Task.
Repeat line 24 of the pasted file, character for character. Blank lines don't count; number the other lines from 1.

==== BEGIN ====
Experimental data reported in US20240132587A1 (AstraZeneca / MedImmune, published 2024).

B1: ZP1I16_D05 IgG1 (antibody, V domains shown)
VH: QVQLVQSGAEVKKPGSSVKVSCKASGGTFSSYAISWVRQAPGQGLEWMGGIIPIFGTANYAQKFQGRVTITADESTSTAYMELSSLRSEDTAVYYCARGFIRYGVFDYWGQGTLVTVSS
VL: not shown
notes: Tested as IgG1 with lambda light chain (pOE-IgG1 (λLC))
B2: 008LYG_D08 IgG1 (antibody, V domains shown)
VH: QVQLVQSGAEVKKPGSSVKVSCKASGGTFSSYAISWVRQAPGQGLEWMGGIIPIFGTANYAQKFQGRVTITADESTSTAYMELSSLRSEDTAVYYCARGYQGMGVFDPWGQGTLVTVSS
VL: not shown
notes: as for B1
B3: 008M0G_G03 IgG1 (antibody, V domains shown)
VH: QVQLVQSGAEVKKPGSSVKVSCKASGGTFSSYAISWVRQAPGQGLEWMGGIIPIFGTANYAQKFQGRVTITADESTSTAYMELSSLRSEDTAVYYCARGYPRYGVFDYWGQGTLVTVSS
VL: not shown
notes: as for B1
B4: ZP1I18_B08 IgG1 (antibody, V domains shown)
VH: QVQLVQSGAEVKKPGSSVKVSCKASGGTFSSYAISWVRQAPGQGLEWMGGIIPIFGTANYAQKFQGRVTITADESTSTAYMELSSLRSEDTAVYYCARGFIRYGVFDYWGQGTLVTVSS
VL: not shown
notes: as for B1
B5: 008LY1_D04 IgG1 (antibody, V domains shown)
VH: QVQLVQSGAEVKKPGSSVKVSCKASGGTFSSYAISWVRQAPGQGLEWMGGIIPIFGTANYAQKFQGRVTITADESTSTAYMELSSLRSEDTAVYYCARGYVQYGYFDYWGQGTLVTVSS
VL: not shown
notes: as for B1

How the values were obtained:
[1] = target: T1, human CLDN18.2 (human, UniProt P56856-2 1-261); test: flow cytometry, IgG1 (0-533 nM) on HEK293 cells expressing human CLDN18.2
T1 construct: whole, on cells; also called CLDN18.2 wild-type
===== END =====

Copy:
T1 construct: whole, on cells; also called CLDN18.2 wild-type